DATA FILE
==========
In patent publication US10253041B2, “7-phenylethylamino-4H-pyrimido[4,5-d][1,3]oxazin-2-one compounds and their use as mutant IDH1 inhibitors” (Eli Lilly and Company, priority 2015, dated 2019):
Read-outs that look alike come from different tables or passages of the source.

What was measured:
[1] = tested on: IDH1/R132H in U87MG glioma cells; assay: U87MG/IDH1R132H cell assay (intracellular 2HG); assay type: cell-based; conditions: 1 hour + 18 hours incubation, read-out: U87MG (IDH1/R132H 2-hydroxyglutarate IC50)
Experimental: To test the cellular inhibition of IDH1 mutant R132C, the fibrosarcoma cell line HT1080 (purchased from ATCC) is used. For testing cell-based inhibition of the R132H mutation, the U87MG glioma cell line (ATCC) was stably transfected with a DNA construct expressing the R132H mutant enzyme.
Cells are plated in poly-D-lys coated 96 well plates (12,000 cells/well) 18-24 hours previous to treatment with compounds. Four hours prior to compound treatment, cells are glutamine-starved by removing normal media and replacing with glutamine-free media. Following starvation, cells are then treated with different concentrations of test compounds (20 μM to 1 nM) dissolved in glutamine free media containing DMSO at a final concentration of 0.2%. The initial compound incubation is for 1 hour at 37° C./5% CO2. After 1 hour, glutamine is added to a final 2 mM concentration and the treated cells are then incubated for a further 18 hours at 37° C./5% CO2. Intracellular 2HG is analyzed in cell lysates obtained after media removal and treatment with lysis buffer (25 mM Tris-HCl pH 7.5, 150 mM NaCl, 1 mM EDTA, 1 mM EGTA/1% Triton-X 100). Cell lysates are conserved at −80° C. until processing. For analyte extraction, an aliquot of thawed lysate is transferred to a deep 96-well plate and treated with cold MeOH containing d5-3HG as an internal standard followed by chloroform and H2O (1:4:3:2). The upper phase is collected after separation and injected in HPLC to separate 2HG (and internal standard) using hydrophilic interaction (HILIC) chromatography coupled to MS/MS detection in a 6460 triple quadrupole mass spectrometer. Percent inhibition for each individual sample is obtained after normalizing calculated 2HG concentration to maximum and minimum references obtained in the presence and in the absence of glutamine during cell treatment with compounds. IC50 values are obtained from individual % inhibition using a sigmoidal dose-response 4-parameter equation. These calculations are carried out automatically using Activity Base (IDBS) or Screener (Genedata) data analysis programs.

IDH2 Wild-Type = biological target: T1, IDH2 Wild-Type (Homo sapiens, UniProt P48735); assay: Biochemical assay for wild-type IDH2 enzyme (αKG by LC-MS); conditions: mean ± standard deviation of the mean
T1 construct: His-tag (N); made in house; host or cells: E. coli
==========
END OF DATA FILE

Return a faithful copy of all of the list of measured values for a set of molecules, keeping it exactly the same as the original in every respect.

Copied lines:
In patent publication US10253041B2, “7-phenylethylamino-4H-pyrimido[4,5-d][1,3]oxazin-2-one compounds and their use as mutant IDH1 inhibitors” (Eli Lilly and Company, priority 2015, dated 2019):
Read-outs that look alike come from different tables or passages of the source.

What was measured:
[1] = tested on: IDH1/R132H in U87MG glioma cells; assay: U87MG/IDH1R132H cell assay (intracellular 2HG); assay type: cell-based; conditions: 1 hour + 18 hours incubation, read-out: U87MG (IDH1/R132H 2-hydroxyglutarate IC50)
Experimental: To test the cellular inhibition of IDH1 mutant R132C, the fibrosarcoma cell line HT1080 (purchased from ATCC) is used. For testing cell-based inhibition of the R132H mutation, the U87MG glioma cell line (ATCC) was stably transfected with a DNA construct expressing the R132H mutant enzyme.
Cells are plated in poly-D-lys coated 96 well plates (12,000 cells/well) 18-24 hours previous to treatment with compounds. Four hours prior to compound treatment, cells are glutamine-starved by removing normal media and replacing with glutamine-free media. Following starvation, cells are then treated with different concentrations of test compounds (20 μM to 1 nM) dissolved in glutamine free media containing DMSO at a final concentration of 0.2%. The initial compound incubation is for 1 hour at 37° C./5% CO2. After 1 hour, glutamine is added to a final 2 mM concentration and the treated cells are then incubated for a further 18 hours at 37° C./5% CO2. Intracellular 2HG is analyzed in cell lysates obtained after media removal and treatment with lysis buffer (25 mM Tris-HCl pH 7.5, 150 mM NaCl, 1 mM EDTA, 1 mM EGTA/1% Triton-X 100). Cell lysates are conserved at −80° C. until processing. For analyte extraction, an aliquot of thawed lysate is transferred to a deep 96-well plate and treated with cold MeOH containing d5-3HG as an internal standard followed by chloroform and H2O (1:4:3:2). The upper phase is collected after separation and injected in HPLC to separate 2HG (and internal standard) using hydrophilic interaction (HILIC) chromatography coupled to MS/MS detection in a 6460 triple quadrupole mass spectrometer. Percent inhibition for each individual sample is obtained after normalizing calculated 2HG concentration to maximum and minimum references obtained in the presence and in the absence of glutamine during cell treatment with compounds. IC50 values are obtained from individual % inhibition using a sigmoidal dose-response 4-parameter equation. These calculations are carried out automatically using Activity Base (IDBS) or Screener (Genedata) data analysis programs.

IDH2 Wild-Type = biological target: T1, IDH2 Wild-Type (Homo sapiens, UniProt P48735); assay: Biochemical assay for wild-type IDH2 enzyme (αKG by LC-MS); conditions: mean ± standard deviation of the mean
T1 construct: His-tag (N); made in house; host or cells: E. coli